What do socialists say?
The first thing to note in any discussion of any of the bourgeois freedoms, including freedom of speech, are their relative and highly conditional natures. Any freedom is entirely relative to the social conditions of its populace. For example, an unfettered freedom to act would allow one to murder one’s neighbour on a whim. This would clearly be both unacceptable and highly destructive to social order of any kind. Therefore the freedom to act is taken as limited and is mediated and restricted by the social cement of its parent social organism. Any other course of action would lead, not to freedom, but to barbarism.
This is so obvious that it will not occur to people that their freedom is in any way compromised. Their individual freedom is subordinate to, indeed defined by, their membership of a social group. This is true of all freedoms: it is not, for example, acceptable for freedom of speech to be used for the conscious organisation of physical harm to an innocent fellow human. Of which, more later…..
In addition to the social mediation of freedom, there exists extreme conditionality in the exercise of said freedom, or, rather, freedoms. The (mediated) freedom of speech, for example, is subject to enormous variations in its exercise primarily down to class. The “right” to freedom of speech is technically the same for me as for Rupert Murdoch. Rupert however has a social standing that dramatically increases the credibility of what he says and his several billion pounds/dollars/renminbi etc ensure that his freedom of speech is much louder than mine!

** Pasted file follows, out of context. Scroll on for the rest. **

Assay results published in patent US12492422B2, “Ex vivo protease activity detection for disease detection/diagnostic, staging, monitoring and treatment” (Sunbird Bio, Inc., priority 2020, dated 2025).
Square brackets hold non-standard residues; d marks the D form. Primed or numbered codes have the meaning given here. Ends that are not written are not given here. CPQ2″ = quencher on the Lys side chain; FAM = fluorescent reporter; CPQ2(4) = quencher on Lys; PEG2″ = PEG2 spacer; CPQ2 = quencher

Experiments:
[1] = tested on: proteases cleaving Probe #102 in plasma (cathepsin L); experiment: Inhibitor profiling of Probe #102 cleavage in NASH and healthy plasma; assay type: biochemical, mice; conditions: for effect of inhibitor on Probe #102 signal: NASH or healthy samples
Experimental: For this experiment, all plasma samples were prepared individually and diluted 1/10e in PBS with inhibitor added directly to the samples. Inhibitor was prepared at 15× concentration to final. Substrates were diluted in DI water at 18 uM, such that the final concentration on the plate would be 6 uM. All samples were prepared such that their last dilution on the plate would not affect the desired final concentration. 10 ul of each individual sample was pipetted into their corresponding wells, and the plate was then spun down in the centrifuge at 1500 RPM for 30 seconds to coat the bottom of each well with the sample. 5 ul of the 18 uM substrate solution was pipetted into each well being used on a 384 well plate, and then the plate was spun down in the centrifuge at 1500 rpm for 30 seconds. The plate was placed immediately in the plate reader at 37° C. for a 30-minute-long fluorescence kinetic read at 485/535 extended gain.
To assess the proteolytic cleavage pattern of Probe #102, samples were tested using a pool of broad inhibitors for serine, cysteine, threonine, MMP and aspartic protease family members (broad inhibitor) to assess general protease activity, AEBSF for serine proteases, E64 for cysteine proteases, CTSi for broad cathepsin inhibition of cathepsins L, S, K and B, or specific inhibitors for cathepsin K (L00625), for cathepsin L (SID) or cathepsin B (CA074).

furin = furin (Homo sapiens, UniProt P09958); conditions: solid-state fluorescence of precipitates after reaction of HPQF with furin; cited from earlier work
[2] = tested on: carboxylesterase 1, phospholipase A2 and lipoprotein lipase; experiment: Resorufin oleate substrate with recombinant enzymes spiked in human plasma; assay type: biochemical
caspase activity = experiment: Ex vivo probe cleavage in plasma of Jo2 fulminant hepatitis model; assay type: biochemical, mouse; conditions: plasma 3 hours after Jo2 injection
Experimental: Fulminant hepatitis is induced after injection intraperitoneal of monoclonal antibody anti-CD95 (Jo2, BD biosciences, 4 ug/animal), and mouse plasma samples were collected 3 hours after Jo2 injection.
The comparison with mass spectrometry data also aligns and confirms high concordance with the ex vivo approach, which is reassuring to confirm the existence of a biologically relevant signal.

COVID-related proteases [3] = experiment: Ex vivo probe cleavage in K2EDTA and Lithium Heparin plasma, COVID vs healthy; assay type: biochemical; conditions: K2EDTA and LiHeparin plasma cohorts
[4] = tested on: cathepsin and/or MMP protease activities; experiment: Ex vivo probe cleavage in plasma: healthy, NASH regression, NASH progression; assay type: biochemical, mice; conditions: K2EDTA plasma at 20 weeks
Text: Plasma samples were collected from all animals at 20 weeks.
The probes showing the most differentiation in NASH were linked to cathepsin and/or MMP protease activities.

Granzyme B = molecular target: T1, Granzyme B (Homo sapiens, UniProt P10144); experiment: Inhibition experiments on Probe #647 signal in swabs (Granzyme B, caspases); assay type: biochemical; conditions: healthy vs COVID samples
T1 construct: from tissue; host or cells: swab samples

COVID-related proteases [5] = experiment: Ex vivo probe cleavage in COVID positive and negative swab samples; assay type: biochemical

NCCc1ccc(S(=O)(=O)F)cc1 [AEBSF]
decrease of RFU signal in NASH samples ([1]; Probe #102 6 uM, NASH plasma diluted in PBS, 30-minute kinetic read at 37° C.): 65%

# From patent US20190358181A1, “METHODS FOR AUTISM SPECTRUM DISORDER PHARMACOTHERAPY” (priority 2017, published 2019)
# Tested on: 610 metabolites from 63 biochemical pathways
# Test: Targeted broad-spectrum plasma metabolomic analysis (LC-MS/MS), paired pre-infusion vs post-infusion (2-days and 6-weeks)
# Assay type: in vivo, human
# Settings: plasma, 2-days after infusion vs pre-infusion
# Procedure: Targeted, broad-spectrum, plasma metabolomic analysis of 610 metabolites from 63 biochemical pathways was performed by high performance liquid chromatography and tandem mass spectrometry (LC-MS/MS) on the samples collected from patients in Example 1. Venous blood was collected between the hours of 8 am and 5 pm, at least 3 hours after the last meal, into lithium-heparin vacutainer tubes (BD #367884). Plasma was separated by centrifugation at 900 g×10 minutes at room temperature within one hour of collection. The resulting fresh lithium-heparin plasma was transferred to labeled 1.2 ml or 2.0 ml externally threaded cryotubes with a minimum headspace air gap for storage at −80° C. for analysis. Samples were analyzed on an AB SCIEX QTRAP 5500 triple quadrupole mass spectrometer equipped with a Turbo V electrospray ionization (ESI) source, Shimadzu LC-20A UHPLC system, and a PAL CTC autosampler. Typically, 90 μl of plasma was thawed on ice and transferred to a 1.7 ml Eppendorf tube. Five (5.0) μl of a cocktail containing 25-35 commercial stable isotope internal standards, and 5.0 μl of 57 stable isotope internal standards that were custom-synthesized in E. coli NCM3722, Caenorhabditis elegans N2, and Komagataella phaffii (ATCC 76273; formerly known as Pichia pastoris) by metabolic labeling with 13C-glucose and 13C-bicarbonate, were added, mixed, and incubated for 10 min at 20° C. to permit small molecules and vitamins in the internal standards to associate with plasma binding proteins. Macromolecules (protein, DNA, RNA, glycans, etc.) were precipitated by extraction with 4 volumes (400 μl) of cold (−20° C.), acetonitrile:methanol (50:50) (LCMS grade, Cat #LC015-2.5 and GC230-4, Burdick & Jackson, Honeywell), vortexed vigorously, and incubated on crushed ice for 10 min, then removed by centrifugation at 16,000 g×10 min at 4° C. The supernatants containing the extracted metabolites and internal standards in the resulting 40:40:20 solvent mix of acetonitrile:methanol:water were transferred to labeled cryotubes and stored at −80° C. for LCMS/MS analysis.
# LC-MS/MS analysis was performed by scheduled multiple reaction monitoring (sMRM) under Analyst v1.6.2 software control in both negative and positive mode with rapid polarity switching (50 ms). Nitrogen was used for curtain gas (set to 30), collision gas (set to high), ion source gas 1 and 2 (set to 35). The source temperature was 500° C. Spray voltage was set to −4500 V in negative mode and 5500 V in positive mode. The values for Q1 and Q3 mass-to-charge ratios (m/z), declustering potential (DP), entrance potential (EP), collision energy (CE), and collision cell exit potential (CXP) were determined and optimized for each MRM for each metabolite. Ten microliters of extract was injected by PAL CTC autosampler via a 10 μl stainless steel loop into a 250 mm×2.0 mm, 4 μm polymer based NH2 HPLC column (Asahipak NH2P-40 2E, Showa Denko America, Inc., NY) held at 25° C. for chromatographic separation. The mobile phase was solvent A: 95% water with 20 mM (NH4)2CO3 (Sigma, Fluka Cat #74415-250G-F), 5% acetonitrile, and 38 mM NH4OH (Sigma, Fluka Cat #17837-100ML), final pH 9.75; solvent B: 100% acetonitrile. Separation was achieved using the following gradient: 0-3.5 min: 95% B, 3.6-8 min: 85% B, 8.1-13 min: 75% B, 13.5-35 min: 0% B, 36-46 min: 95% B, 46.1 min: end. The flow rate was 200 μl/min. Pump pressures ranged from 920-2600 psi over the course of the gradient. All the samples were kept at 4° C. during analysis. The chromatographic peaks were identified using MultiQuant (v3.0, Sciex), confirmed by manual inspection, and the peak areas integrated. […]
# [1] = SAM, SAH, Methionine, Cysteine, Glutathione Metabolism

One of the main organs of state power, the Police, is almost solely concerned with the forcible restriction of some people’s freedom to speak and to act in favour of a small elite at the very pinnacle of the social heap. Events like Hillsborough and Orgreave have shown the class bias of police actions in support of the institutions and the wealthy. History is positively stuffed with instances of the forcible, and entirely legal, detention of dissenters. Pacifists have been detained, and even executed in time of war in a country, Britain, supposedly built on the principle of inalienable freedoms, including freedom of speech.
Clearly, the more autocratic and authoritarian a state is, the more social limitation on democratic freedoms exists. An authoritarian state will not merely limit freedom for the preservation of social order, but will do so to limit dissent and/or resistance.
Socialists have no interest in the disintegration of civil society. The social mediation of freedom is a requirement for a genuinely free society. However, socialism is deeply threatened by the quite different exercise of authoritarian state power using the social mediation of freedom to undermine the exercise of those freedoms. Socialism – the collective exercise of social equality, what Marx called “social democracy” – has am implicit interest in the maximum degree of freedom ( including freedom of speech)that is compatible with the maintenance of civil society. This does not, however, mean the passive acceptance of bourgeois ideology, of the absolute sanctity of freedom of speech.